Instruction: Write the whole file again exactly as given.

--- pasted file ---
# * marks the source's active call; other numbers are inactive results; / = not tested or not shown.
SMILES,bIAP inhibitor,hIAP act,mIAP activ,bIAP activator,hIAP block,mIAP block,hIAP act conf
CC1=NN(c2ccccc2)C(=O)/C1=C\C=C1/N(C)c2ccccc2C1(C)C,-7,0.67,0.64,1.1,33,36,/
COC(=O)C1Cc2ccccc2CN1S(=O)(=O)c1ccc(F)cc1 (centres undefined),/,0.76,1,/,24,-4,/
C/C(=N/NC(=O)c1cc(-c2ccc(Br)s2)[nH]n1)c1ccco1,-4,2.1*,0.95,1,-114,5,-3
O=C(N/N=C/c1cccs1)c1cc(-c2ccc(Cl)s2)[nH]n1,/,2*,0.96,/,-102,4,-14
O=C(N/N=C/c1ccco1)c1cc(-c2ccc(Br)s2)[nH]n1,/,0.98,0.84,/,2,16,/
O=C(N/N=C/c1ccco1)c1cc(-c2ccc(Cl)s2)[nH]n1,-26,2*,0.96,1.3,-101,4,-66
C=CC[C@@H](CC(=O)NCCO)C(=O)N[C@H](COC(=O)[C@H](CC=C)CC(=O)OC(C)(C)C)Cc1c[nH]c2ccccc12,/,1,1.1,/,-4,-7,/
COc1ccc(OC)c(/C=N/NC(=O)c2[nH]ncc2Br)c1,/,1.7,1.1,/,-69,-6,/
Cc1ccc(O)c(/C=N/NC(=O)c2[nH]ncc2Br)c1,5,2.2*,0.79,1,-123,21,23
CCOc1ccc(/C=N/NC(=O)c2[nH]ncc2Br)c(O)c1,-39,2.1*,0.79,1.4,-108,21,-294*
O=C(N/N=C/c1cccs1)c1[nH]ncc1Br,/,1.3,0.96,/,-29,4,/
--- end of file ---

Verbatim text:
# * marks the source's active call; other numbers are inactive results; / = not tested or not shown.
SMILES,bIAP inhibitor,hIAP act,mIAP activ,bIAP activator,hIAP block,mIAP block,hIAP act conf
CC1=NN(c2ccccc2)C(=O)/C1=C\C=C1/N(C)c2ccccc2C1(C)C,-7,0.67,0.64,1.1,33,36,/
COC(=O)C1Cc2ccccc2CN1S(=O)(=O)c1ccc(F)cc1 (centres undefined),/,0.76,1,/,24,-4,/
C/C(=N/NC(=O)c1cc(-c2ccc(Br)s2)[nH]n1)c1ccco1,-4,2.1*,0.95,1,-114,5,-3
O=C(N/N=C/c1cccs1)c1cc(-c2ccc(Cl)s2)[nH]n1,/,2*,0.96,/,-102,4,-14
O=C(N/N=C/c1ccco1)c1cc(-c2ccc(Br)s2)[nH]n1,/,0.98,0.84,/,2,16,/
O=C(N/N=C/c1ccco1)c1cc(-c2ccc(Cl)s2)[nH]n1,-26,2*,0.96,1.3,-101,4,-66
C=CC[C@@H](CC(=O)NCCO)C(=O)N[C@H](COC(=O)[C@H](CC=C)CC(=O)OC(C)(C)C)Cc1c[nH]c2ccccc12,/,1,1.1,/,-4,-7,/
COc1ccc(OC)c(/C=N/NC(=O)c2[nH]ncc2Br)c1,/,1.7,1.1,/,-69,-6,/
Cc1ccc(O)c(/C=N/NC(=O)c2[nH]ncc2Br)c1,5,2.2*,0.79,1,-123,21,23
CCOc1ccc(/C=N/NC(=O)c2[nH]ncc2Br)c(O)c1,-39,2.1*,0.79,1.4,-108,21,-294*
O=C(N/N=C/c1cccs1)c1[nH]ncc1Br,/,1.3,0.96,/,-29,4,/